Corn root growth and distribution as influenced by soil physical properties

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Virginia Polytechnic Institute and State University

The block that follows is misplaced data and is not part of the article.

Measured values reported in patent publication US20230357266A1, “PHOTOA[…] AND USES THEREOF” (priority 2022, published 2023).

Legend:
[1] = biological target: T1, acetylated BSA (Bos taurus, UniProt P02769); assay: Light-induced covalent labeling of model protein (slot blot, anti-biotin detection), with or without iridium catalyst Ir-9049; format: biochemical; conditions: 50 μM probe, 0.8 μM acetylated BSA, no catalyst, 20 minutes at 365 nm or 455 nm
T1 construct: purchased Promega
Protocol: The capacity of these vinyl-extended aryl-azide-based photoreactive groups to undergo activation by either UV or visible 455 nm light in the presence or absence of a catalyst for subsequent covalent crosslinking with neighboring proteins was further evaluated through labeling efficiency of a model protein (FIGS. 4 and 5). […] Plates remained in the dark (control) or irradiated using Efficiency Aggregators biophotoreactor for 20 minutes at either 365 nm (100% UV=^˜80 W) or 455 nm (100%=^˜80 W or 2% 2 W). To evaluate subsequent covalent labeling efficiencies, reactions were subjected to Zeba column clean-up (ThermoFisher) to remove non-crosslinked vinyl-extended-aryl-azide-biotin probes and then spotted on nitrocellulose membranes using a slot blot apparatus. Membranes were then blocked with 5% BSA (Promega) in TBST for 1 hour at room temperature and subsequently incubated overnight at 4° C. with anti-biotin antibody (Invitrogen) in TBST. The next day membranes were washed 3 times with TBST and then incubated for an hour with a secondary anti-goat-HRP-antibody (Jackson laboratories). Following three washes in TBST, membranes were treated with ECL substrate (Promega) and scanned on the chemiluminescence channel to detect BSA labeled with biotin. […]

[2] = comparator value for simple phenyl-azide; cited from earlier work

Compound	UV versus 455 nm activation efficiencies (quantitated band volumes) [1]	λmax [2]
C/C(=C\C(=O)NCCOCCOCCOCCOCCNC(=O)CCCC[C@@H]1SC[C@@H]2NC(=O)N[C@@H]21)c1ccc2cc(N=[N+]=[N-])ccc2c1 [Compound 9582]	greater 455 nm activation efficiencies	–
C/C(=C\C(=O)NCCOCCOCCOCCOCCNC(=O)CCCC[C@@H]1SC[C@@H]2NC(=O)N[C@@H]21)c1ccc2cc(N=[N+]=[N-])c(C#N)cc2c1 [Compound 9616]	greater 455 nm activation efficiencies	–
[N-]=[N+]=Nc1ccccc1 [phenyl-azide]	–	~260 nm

Mechanisms of root growth under variable field conditions were investigated by observing corn ( Zea mays L.) root growth and distribution in the field and by observing the influence of soil physical stresses on corn seedling root growth in controlled environments. The field soil was Groseclose silt loam (clayey, mixed, mesic Typic Hapludult). Groseclose A horizon material was used for the growth chamber experiments where corn was grown in a range of aggregate sizes, bulk densities, low and high soil moisture levels, and temperatures. Rooting patterns in the field were altered by drought. Root length density decreased in the dry surface soil and proliferated in the moist subsurface soil. Distribution of roots length densities was skewed. A few samples contained many roots and many samples contained few roots because roots were restricted to interpedal voids. In the growth chamber experiments, roots were not able to penetrate large aggregates and were restricted to interaggregate zones. This tortuous path of root growth led to transitory impedances as roots were deflected around aggregates. Corn roots were able to push small aggregates out of their path. An equation was developed to describe this impedance as a function of aggregate size, root diameter, and deflection angle. Mechanical impedance, oxygen stress, lower temperatures, and moisture stress reduced seedling root elongation to some extent, but the influence of reduced temperature was the most dramatic. At 6 days corn root length at 21°C was 20% of that at 25°C while root length at 17°C was only 5% of that at 25°C. Mechanical impedance and reduced temperatures also increased root diameter. In wet soil, oxygen stress was the most immediate factor affecting root growth, but after 4 days root elongation was stimulated suggesting other unknown factors. Two semi-empirical models were developed. One was based on the exponential growth rate of the root system and the other based on the linear growth rate of each root member. These models accounted for the reduction in root growth rate due to the soil physical stresses.